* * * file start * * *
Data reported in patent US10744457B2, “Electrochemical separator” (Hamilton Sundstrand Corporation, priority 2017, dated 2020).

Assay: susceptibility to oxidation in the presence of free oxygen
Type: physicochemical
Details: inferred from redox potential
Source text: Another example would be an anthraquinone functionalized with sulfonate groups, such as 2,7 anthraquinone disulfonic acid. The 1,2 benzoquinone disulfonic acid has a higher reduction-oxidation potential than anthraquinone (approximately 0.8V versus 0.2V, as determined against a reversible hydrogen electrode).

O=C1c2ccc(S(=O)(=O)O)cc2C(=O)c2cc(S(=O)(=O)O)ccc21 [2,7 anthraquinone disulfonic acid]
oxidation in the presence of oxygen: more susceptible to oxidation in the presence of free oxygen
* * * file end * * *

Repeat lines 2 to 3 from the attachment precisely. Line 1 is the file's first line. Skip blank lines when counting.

Assay: susceptibility to oxidation in the presence of free oxygen
Type: physicochemical